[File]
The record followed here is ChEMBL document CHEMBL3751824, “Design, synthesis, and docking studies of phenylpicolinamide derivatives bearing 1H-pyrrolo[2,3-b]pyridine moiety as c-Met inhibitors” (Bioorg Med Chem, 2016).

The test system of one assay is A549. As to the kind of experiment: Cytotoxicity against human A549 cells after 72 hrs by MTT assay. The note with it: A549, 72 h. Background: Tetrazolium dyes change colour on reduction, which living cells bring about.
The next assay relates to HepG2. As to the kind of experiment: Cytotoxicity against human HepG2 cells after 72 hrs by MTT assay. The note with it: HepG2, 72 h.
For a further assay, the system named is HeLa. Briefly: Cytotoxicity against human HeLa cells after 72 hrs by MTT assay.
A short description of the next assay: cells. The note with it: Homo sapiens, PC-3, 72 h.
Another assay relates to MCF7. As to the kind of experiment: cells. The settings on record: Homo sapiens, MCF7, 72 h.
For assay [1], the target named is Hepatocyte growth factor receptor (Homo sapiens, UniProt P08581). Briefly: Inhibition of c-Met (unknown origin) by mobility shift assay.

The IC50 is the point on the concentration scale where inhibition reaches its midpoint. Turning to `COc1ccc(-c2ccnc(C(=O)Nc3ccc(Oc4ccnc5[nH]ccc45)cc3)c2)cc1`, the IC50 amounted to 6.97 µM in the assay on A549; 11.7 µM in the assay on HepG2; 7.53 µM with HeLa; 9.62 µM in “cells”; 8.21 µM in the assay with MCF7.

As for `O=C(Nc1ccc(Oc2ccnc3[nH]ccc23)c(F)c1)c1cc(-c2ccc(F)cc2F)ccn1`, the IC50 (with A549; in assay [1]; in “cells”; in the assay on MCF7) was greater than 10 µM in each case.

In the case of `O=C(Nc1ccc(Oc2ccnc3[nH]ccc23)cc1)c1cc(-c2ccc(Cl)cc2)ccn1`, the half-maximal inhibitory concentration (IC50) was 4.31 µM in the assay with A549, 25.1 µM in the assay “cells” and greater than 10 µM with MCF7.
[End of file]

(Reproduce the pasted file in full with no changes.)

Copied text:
The record followed here is ChEMBL document CHEMBL3751824, “Design, synthesis, and docking studies of phenylpicolinamide derivatives bearing 1H-pyrrolo[2,3-b]pyridine moiety as c-Met inhibitors” (Bioorg Med Chem, 2016).

The test system of one assay is A549. As to the kind of experiment: Cytotoxicity against human A549 cells after 72 hrs by MTT assay. The note with it: A549, 72 h. Background: Tetrazolium dyes change colour on reduction, which living cells bring about.
The next assay relates to HepG2. As to the kind of experiment: Cytotoxicity against human HepG2 cells after 72 hrs by MTT assay. The note with it: HepG2, 72 h.
For a further assay, the system named is HeLa. Briefly: Cytotoxicity against human HeLa cells after 72 hrs by MTT assay.
A short description of the next assay: cells. The note with it: Homo sapiens, PC-3, 72 h.
Another assay relates to MCF7. As to the kind of experiment: cells. The settings on record: Homo sapiens, MCF7, 72 h.
For assay [1], the target named is Hepatocyte growth factor receptor (Homo sapiens, UniProt P08581). Briefly: Inhibition of c-Met (unknown origin) by mobility shift assay.

The IC50 is the point on the concentration scale where inhibition reaches its midpoint. Turning to `COc1ccc(-c2ccnc(C(=O)Nc3ccc(Oc4ccnc5[nH]ccc45)cc3)c2)cc1`, the IC50 amounted to 6.97 µM in the assay on A549; 11.7 µM in the assay on HepG2; 7.53 µM with HeLa; 9.62 µM in “cells”; 8.21 µM in the assay with MCF7.

As for `O=C(Nc1ccc(Oc2ccnc3[nH]ccc23)c(F)c1)c1cc(-c2ccc(F)cc2F)ccn1`, the IC50 (with A549; in assay [1]; in “cells”; in the assay on MCF7) was greater than 10 µM in each case.

In the case of `O=C(Nc1ccc(Oc2ccnc3[nH]ccc23)cc1)c1cc(-c2ccc(Cl)cc2)ccn1`, the half-maximal inhibitory concentration (IC50) was 4.31 µM in the assay with A549, 25.1 µM in the assay “cells” and greater than 10 µM with MCF7.